What ‘natural’ means for consumers
In today’s health conscious society, consumers are increasingly choosing products they view as healthy. ‘Natural’ foods are considered healthier than ‘artificial’ – but what does ‘natural’ constitute? Food manufacturers want to meet this consumer demand, and many products claim to be ‘natural’, but there is no universal or legislated definition of what a product must or must not contain, or how it must be processed, in order to claim it is natural.
A new study by researchers from CSIRO in Australia and AgroParisTech in France tested eight hypotheses with consumers, about the use and processing of food ingredients, to gain an understanding of what consumers looked for in ‘natural’ products.
The hypotheses they tested were:
- Chemical changes are more potent than physical changes
- Process is more important than content
- Contagion accounts for naturalness reduction, but is independent of dose
- Minimal effect of mixing like natural entities
- The more processing the greater the effect
- Addition has a greater effect than removal
- Novel ingredients have a greater effect than known ingredients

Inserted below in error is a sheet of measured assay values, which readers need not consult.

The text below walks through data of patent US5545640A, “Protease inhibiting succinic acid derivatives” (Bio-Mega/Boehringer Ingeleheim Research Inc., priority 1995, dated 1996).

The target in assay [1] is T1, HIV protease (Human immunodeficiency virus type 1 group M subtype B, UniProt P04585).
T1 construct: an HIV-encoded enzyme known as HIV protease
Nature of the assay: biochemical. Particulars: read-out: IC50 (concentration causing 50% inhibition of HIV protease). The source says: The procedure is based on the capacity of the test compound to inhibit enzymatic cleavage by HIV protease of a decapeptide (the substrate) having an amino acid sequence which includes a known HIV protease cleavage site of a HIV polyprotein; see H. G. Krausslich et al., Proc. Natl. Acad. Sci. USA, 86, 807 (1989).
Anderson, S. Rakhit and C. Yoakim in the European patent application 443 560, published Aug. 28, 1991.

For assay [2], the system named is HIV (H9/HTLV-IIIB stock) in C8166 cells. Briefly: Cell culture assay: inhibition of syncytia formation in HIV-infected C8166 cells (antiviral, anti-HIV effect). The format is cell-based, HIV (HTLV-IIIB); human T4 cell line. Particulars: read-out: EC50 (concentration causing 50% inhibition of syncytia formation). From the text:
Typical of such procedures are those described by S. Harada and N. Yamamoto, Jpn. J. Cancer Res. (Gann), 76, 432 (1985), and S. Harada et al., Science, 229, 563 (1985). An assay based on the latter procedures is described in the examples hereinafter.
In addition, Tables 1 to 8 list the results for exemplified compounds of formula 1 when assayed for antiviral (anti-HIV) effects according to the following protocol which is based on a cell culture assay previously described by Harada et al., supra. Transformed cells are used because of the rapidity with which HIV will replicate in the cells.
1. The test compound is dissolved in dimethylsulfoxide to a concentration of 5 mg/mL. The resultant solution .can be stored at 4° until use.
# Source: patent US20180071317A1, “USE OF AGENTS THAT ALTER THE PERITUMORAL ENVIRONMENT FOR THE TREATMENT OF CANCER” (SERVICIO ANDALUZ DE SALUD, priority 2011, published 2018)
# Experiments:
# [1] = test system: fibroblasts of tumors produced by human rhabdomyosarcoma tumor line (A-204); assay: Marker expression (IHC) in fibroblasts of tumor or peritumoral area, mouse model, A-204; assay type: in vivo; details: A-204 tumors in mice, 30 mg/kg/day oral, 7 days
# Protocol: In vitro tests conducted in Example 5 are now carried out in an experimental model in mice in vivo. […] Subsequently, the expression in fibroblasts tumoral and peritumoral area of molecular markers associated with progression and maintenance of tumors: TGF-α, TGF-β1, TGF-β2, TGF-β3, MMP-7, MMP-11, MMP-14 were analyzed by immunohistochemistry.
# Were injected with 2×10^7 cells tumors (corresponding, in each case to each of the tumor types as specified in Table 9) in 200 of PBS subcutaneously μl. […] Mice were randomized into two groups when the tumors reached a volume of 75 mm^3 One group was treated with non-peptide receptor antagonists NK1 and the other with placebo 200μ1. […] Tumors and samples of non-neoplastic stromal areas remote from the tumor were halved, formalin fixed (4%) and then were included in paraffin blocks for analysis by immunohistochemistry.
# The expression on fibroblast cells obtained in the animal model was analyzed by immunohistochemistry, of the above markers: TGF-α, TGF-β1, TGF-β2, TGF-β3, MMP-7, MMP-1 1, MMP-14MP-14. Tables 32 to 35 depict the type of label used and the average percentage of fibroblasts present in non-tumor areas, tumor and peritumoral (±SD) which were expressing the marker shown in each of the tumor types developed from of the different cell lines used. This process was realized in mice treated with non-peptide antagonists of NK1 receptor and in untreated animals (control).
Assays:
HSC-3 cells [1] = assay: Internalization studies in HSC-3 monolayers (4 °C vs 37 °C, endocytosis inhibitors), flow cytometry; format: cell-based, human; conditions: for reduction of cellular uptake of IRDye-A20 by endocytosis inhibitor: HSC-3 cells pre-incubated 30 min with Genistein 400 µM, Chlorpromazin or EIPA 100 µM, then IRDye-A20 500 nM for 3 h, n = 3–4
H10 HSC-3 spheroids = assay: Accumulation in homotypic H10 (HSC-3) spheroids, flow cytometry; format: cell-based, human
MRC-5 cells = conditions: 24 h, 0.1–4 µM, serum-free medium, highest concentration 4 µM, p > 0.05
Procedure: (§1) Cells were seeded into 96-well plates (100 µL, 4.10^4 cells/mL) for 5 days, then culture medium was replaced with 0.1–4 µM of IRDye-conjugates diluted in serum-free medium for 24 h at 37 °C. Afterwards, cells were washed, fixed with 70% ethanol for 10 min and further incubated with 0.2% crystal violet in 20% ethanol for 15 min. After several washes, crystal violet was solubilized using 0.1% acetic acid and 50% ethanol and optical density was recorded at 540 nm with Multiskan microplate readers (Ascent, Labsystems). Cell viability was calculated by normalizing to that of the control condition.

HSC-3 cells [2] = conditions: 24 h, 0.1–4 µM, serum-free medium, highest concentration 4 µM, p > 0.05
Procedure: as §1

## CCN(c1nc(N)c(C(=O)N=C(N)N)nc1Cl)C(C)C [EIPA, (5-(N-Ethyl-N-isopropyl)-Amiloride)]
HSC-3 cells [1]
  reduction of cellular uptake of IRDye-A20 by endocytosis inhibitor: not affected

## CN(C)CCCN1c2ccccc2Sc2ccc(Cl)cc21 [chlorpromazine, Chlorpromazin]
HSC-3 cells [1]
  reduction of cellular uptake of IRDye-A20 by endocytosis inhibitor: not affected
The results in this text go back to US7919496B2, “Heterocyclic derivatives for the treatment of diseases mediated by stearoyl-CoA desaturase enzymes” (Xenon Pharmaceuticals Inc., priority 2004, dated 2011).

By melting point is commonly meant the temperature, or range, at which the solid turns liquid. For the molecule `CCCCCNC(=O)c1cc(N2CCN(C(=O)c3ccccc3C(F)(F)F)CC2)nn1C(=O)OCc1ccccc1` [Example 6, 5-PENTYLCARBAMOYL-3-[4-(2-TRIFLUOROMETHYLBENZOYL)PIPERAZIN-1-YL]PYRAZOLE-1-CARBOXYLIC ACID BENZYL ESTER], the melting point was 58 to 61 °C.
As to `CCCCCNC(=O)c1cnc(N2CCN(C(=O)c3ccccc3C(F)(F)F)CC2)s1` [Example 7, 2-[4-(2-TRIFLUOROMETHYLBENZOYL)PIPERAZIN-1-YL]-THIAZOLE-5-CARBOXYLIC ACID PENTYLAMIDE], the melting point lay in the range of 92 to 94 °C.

- Chemical names (or E numbers) have a greater effect than common names describing the same entity
A group of 190 Australians participated in the study, representative of the nation’s population in terms of age, sex and education. During two sessions at the CSIRO labs in Adelaide the participants used a computer program to rank 50 product examples by how natural they considered them to be.
The researchers analysed the results, and found that “Products with physical changes, less processing, with like ingredients and, if legally possible, avoiding the use of E-numbers” were considered more natural by the participants. This is valuable information for food manufacturers, showing them what they need to do to attract consumers seeking natural food products.
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